Monday matchup: Cabernet Franc/Noiret blends

I haven’t reviewed a wine in a while, so here are two! It’s not every day you see a comparison of blends of Cabernet Franc and Noiret, a relatively new hybrid grape developed by Cornell. But this isn’t really your everyday wine blog.

Note: I tasted these two wines together, blind, in identical ISO 9000 glasses. I did this partially because I received the Stoutridge as a sample from the Hudson Valley Wine Goddess. For more details about samples, see the sample policy.

Fulkerson Winery Burntray 2007

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Appellation: Finger Lakes
Grape: 50% Cabernet Franc, 50% Noiret
ABV: 12%
Price Point: $12
Closure: Red molded synthetic cork

Technical Notes: 9 months in French and American oak.

Hedonic Notes: PEPPER! You are the hot dog guy in BurgerTime and this wine is Peter Pepper. Black pepper but also zingy white pepper are right up front on the nose. There is an interesting floral component, too. On the palate is a structured acidity, with some dark fruit and oak around but not so well integrated. A bit of {astringency} on the gums. It’s a little bit thin for me, but if it had a bit more {mouthfeel} I would really like it.

Rating: corkcorkcorknocorknocork 3 out of 5 corks for a fun, easy drinker with a spicy edge.

I’ve already written positively about my visit to Fulkerson Winery (on the west side of Seneca Lake). Unfortunately, this particular wine is sold out at the winery, but they have just released a non-vintage Burntray, which is 66% Cabernet Sauvignon and 34% Noiret.

Stoutridge Vineyard Cabernet Franc Noiret 2007
Appellation: Hudson River Region, NY
Grape: 50% Cabernet Franc, 50% Noiret
ABV: 12%
Price Point: $28
Closure: Natural cork

Technical Notes:From the website:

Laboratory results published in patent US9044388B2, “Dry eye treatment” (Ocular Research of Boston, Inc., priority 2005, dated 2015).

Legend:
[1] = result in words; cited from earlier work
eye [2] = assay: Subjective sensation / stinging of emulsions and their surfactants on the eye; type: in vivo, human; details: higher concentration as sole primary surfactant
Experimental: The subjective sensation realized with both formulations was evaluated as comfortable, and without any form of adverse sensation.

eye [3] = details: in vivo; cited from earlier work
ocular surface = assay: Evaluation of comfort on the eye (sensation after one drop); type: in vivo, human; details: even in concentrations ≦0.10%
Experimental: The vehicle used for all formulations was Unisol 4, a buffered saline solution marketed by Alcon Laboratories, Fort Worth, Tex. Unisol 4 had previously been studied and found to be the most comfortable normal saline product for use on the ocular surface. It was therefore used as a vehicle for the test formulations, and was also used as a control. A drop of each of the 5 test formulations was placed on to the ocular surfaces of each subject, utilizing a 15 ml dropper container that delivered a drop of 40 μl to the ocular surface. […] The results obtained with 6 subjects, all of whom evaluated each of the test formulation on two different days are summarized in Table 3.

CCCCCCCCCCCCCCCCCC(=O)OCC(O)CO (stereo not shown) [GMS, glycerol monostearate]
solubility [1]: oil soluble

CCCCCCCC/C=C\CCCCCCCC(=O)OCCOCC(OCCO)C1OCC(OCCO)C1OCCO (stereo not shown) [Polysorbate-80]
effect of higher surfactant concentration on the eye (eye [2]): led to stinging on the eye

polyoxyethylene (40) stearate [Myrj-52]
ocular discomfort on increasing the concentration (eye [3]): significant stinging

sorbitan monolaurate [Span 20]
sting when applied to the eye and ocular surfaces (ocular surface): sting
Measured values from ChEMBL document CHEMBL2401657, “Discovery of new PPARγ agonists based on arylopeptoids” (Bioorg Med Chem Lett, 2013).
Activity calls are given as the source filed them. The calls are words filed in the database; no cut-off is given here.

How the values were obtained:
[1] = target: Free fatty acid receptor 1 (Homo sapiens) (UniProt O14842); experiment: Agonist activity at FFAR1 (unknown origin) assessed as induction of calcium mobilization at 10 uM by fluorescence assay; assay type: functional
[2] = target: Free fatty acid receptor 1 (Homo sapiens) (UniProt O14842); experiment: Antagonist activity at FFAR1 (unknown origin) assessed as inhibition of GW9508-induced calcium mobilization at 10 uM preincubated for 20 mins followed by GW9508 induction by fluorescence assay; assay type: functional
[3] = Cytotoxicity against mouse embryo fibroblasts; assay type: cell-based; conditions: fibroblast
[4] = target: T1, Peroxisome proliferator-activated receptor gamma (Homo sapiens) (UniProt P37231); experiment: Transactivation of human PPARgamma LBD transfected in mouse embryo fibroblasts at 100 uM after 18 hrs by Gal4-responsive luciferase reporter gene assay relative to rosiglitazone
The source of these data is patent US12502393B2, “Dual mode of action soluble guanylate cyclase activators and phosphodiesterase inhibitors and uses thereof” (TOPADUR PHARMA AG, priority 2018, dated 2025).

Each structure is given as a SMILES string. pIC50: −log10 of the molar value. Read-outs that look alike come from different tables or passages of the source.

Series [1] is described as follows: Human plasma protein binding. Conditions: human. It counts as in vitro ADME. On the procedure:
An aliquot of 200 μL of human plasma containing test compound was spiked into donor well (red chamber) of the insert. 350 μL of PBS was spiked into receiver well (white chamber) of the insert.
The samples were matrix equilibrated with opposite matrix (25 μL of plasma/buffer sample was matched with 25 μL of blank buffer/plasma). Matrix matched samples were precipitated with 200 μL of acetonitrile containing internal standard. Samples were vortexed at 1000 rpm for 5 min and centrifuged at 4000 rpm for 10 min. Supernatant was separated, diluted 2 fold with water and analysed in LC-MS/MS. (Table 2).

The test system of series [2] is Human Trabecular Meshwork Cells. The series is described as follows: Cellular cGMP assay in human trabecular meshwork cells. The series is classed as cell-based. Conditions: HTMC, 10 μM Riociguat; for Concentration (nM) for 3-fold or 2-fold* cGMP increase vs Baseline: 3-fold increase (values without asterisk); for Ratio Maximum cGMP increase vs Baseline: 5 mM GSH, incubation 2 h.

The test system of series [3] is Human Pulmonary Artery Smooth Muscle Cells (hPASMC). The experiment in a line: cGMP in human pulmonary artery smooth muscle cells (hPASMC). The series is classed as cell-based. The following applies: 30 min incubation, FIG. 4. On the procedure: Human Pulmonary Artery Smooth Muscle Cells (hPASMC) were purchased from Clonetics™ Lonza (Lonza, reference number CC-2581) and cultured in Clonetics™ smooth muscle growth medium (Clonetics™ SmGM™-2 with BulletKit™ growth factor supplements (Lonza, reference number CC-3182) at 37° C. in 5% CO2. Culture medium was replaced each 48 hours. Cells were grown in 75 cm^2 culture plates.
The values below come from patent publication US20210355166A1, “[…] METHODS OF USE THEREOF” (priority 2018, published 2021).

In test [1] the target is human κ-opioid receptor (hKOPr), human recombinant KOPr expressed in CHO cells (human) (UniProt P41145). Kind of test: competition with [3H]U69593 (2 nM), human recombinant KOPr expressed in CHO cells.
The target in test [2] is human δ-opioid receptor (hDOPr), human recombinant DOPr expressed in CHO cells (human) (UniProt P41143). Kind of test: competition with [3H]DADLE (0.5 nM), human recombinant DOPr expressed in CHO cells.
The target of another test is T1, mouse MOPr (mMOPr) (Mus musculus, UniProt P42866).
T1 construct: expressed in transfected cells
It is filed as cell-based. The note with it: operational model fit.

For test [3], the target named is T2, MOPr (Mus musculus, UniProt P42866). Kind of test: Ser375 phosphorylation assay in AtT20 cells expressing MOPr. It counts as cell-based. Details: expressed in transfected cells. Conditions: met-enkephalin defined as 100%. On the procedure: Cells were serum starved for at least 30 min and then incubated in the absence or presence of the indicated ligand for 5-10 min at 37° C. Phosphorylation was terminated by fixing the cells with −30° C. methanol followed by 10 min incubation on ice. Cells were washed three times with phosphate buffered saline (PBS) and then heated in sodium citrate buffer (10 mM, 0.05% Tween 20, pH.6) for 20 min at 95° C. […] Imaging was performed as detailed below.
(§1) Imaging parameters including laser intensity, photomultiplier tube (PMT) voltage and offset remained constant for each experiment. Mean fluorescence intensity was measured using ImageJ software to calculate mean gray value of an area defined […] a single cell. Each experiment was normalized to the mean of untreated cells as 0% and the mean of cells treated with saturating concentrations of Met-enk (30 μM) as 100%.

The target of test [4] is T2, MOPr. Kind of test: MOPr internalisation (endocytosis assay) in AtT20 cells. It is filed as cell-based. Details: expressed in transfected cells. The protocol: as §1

We are a gravity winery, meaning we never use pumps or filters in our winemaking. In addition we do minimal chemical processing to our wines. We do not “fine” our wines with gelatins, tannins or clays. We do not add water or sugar nor do we chemically adjust the acidity of our wines. We use minimal sulfites in our wines and we do not add sulfites or sorbates to wine after they are made. The wines are very nearly unprocessed and in a very natural state.

Hedonic Notes: At first sniff of this wine, I thought something was wrong. I got this odd, labrusca-type smell. While Noiret does have some labrusca parentage, the other Noiret wine certainly didn’t have a Welch’s grape juice aroma. Then I tasted it.

Bubbles mean fermenation.  Welcome in champagne, unwelcome in this wine.  I broke the screen on Sarah's camera at the Wine Festival (sat on it), so pictures are a bit hit or miss lately.

Bubbles mean fermenation. Welcome in champagne, unwelcome in this wine. I broke the screen on Sarah's camera at the Wine Festival (sat on it), so pictures are a bit hit or miss lately.

… The light effervescence on my tongue was unexpected, as was the ferocious acidity. I looked down at the glass to see tiny bubbles around the rim, which stuck around long after I had poured. Unlike Don Ho, though, these tiny bubbles in the wine did NOT make me happy. This wine had undergone a re-fermentation in the bottle. The off-the-charts acidity made me think that it had not fully completed {malolactic fermentation}. Now, MLF can be a real bugbear for winemakers, and it’s tough to tell exactly when it’s finished without an enzymatic assay or special test strips (both quite expensive). As the technical note states, the winery strives to use low sulfites. In this case, any sulfiting was not enough to dispatch the malolactic bacteria. In addition, this wine was unfiltered, so surviving malolactic bacteria probably paraded right into the bottle, where they were able to happily convert at least a little more of the malic acid into lactic acid (releasing CO2 in the process). This was OK in my winemaking class, where we were clearly amateurs and our MLF got stuck after about three weeks, but for a commercially released wine, re-fermentation in the bottle is totally unacceptable.

I wish that was the only thing wrong with this wine, but it was also {oxidized}. The sharp tinge of acetaldehyde on the back of my tongue was unmistakeable. When wines are unfiltered, winemakers generally rely on racking to clarify wine before bottling. Racking (i.e., settling wine, then decanting it off of the sediment into another tank or barrel) exposes wine to oxygen, so additional racking steps may have led to oxidation in this wine. After a day, the oxidation was even more pronounced and getting worse, while the Fulkerson was still very drinkable 2, 3, and 4 days after opening.